The unemployment rate in Camden, Alabama is more than double the national average. A staggering 47 percent of households earn less than $25,000 per year.
The Wilcox County area needs help. The UAB School of Business is providing some.
“This all started because I was chatting with my friend Ed Partridge (Dr. Edward Partridge, director of the UAB Comprehensive Cancer Center and president of the American Cancer Society Inc.) about the health disparity in Wilcox County,” says Mickey Gee, executive-in-residence in the UAB Department of Marketing, Industrial Distribution and Economics. “It is not a delivery problem, it is an economic problem. So I hand-picked six School of Business students to find and implement a solution that will generate tourism and revenue to this area so desperately in need.”
The student volunteers are Olu Dosunmu-Ogunbi, Calvin Burchfiel, Daniel Owens, Gabrielle Hood, Eboni Thomas, Lewinale Harris and Derrick Strong. They were each chosen because of individual skills in marketing, industrial distribution, management, web work and web design.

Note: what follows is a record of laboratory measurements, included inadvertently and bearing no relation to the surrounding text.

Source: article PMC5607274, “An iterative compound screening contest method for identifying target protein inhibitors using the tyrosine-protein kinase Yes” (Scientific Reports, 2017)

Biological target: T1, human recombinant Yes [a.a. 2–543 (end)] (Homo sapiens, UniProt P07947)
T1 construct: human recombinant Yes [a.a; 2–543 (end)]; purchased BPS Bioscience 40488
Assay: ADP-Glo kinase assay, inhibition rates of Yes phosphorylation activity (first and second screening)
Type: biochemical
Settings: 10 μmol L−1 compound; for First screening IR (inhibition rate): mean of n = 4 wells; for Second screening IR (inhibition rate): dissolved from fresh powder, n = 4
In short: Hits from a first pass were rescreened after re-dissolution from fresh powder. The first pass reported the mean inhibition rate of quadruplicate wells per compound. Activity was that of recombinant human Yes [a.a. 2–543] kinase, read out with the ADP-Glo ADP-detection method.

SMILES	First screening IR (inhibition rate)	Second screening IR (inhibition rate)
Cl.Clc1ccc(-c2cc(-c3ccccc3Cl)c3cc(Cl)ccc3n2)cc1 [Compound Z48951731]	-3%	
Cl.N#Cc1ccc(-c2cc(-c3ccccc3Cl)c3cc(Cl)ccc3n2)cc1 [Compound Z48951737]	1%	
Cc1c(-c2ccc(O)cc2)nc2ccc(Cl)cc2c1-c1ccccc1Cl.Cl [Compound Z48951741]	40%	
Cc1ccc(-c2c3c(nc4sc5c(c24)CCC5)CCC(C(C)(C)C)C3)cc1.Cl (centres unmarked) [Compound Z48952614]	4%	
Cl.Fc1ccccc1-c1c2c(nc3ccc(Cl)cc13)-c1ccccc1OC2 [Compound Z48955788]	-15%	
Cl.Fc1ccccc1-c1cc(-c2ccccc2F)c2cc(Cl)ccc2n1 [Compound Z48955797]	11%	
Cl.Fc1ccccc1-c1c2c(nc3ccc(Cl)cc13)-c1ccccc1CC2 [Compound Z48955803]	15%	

The students will develop a marketing strategy for the Wilcox Area Chamber of Commerce. They will help develop the brand and tag line the chamber will use to promote the county. They will also work with Black Belt Treasures, a non-profit organization promoting the arts of the Black Belt region, on their point-of-sale system, bar coding, inventory management and website support.
The School of Business students will mentor a group of students from each of the two local high schools. They will be assisted by faculty volunteers Jacob Gelber and Nathan Oliver in addition to Gee. They are calling the project “One Tank Treasures” because it only takes one tank of gas to reach the Wilcox County area from most of Alabama’s major cities. Plus, the area offers so many treasures for tourists and retirees.
You can follow the students’ journey daily by visiting their One Tank Treasures Blog.
UAB Media Relations